Saturday, March 31, 2012

Look! Over There! Misdirecting the Reader While Still Playing Fair

This week, I've been revising Proposal Interrupted, a project I'm very excited about. Initially, I'd been thinking of it as the sort of suspense where the reader knows the identity of the bad guy almost from page one yet gnaws his/her fingernails trying to see whether the likable (I hope) protagonist will clap on in time to survive the novel.

After getting some shrewd editorial feedback and realizing that would be boring (to me) to write, I'm making it a mystery/suspense instead, with several viable suspects vying for attention. The trick, in revising, is to obfuscate the original clues, diverting the reader's attention with bright, shiny, noisy competing information. (I call this my "Look! Over there!" technique.) Whenever possible, it works well to "sandwich" the real clues between false leads, since the human brain naturally pays closer attention to the first and last details than those tucked inside like so much lettuce.

As Yoda might say: Sneaky like that I am.

This may well be true, but surprising the reader is no mean feat, since many are incredibly adept at sniffing out the right clues and ignoring the red herrings. I try to combat this by making the other suspects more plausible, more layered and complex, oftentimes so much so that I frequently end up changing my own mind about whom the antagonist will turn out to be. (I've surprised more than a few editors by having a completely different villain in the completed manuscript than the synopsis. Since the new version is always sneakier and better, I haven't have any complaints so far.)

But the truth is, if you're playing fair and not simply pulling an unknown or barely-mentioned bad guy out at the last second (which rightly infuriates the reader, since it violates the rules of the game and deprives him/her of the fun of trying to guess the solution), some readers are going to figure it out. The trick is to layer enough surprises into the story that he/she with still find it engaging and make the mystery element sufficiently difficult that the reader will congratulate him/herself for beating the author to the punch rather than disdaining the story for being too easily solved.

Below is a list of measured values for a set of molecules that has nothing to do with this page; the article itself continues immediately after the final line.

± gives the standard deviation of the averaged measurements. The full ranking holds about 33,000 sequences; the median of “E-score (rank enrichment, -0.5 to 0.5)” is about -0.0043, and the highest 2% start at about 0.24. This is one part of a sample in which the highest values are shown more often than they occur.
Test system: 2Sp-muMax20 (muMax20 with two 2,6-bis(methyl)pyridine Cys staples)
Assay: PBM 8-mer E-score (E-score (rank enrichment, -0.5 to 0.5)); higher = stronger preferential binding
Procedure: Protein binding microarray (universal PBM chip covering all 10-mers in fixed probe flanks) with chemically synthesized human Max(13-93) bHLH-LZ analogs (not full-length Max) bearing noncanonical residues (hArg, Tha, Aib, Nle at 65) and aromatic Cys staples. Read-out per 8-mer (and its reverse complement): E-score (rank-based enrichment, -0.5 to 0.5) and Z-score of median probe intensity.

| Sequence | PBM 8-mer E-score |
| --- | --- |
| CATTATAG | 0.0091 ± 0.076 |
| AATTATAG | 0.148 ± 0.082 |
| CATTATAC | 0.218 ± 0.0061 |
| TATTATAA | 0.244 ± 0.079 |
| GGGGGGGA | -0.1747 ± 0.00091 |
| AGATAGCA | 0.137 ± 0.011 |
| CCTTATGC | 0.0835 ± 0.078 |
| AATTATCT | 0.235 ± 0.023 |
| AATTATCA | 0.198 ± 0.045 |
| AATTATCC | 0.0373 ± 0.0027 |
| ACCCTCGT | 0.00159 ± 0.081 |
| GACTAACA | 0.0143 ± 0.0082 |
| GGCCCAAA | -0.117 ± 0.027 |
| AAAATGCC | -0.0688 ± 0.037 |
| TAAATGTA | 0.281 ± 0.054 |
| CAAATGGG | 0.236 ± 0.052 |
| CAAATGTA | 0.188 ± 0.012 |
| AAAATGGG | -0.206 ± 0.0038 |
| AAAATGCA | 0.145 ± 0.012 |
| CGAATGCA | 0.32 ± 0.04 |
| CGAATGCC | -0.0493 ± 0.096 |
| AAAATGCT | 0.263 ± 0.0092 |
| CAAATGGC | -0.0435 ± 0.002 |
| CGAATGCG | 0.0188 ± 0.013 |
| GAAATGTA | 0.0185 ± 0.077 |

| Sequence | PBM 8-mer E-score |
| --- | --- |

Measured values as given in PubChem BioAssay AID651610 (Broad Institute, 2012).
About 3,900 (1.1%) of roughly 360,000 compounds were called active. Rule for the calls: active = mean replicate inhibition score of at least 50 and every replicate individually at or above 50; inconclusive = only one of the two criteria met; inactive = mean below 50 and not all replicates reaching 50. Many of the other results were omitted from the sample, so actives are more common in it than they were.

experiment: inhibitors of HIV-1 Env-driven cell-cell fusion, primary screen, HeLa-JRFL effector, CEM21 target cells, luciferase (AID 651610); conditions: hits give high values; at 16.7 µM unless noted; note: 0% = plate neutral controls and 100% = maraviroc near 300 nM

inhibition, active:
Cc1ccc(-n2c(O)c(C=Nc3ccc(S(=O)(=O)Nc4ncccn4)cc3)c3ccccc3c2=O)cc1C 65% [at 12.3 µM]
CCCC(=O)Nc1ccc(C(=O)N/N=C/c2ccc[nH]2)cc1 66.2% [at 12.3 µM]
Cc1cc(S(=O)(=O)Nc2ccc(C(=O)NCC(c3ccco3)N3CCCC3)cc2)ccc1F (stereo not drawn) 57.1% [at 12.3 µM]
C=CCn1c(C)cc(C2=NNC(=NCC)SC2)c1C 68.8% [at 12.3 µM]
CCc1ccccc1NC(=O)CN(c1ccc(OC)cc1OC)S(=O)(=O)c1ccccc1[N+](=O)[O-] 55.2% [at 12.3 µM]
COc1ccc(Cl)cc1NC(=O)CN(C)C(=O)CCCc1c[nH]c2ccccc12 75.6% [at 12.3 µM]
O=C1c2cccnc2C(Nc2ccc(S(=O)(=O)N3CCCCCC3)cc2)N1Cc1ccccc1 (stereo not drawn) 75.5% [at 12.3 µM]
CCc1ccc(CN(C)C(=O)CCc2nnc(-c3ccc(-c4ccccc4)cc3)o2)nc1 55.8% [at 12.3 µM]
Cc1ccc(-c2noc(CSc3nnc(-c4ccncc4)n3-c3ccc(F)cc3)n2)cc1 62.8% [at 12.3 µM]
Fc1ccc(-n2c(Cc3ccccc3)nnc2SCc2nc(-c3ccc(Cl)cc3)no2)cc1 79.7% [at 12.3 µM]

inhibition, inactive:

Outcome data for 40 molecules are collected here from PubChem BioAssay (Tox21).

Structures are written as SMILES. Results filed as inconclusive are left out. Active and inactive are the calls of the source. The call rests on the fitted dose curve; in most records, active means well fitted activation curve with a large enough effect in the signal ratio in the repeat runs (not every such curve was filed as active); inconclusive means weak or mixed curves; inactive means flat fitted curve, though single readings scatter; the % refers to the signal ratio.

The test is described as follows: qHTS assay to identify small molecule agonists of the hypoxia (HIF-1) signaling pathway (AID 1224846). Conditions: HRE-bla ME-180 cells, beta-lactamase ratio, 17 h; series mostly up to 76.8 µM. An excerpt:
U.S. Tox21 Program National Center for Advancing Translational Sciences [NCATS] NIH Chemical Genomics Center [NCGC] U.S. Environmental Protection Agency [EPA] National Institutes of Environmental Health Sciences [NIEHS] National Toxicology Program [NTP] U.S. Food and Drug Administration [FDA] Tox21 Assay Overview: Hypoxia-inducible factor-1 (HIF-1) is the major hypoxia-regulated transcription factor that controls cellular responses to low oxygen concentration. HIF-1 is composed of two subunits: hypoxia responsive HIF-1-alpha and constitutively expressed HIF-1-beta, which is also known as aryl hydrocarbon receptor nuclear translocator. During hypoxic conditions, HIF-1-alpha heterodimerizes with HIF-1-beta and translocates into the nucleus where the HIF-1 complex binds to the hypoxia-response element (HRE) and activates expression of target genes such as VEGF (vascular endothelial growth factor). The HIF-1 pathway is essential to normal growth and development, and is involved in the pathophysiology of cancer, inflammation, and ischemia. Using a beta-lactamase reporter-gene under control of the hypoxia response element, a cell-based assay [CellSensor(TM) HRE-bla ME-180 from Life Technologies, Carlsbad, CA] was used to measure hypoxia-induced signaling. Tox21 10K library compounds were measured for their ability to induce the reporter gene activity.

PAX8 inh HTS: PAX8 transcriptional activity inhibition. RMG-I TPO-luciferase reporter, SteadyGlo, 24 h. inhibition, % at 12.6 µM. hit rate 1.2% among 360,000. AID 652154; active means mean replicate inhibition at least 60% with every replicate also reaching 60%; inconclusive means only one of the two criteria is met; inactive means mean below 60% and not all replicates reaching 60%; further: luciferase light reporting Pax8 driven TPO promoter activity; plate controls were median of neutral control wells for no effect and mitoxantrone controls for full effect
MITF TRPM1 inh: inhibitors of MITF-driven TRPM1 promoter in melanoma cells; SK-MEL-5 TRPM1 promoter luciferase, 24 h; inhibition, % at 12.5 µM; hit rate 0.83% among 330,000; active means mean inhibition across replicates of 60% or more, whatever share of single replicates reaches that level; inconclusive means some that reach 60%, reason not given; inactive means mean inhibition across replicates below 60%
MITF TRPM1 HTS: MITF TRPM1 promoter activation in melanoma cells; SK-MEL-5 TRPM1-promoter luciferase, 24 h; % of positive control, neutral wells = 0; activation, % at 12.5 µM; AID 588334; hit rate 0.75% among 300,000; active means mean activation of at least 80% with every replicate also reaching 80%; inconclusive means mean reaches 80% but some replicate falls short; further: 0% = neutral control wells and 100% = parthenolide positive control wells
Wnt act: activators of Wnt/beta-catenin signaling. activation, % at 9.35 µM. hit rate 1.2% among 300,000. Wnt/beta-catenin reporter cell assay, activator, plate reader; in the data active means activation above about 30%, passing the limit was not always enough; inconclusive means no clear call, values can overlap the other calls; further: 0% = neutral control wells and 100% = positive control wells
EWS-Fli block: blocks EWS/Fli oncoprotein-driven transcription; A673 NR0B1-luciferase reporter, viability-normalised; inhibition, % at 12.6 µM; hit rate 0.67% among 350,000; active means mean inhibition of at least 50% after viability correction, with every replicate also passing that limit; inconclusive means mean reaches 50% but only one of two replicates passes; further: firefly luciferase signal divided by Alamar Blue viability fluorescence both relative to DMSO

Writing a mystery or a book with a strong mystery element is always a challenge, but it's one I find so completely absorbing, I wouldn't have it any other way.

Do you have a favorite technique you've either read or used in your own work? I'm always on the lookout for new weapons for my arsenal.

Wednesday, March 28, 2012

Do You Love It Enough? Thought for the Day

“Neither a lofty degree of intelligence nor imagination nor both together go to the making of genius. Love, love, love, that is the soul of genius.”
--Wolfgang Amadeus Mozart

Ask yourself, Do I love whatever I am doing enough to make it my life's work? If not, keep searching until you find your passion.

Life's too short to waste merely going through the motions.

Tuesday, March 27, 2012

Big Giant BtO Newsflash:Barbara Sissel's 2-Book Deal!

It's been so hard for me to contain myself, but it's finally official. BtO's own Barbara Taylor Sissel has scored big.

Check out the Publisher's Marketplace announcement:

Barbara Taylor Sissel's EVIDENCE OF LIFE, about a woman caught in a web of lies after her husband and daughter go missing during a camping trip to the Texas Hill Country, challenging everything she believes about her family and her life, to Erika Imranyi at Mira, in a two-book deal, at auction, by Barbara Poelle at Irene Goodman Agency (World English).

I've always know my long-time critique partner and very good friend was prodigiously talent, but now, she's officially a force to be reckoned with!

Congratulations, Barbara! We're celebrating with you!

True Spring in the Writer's Heart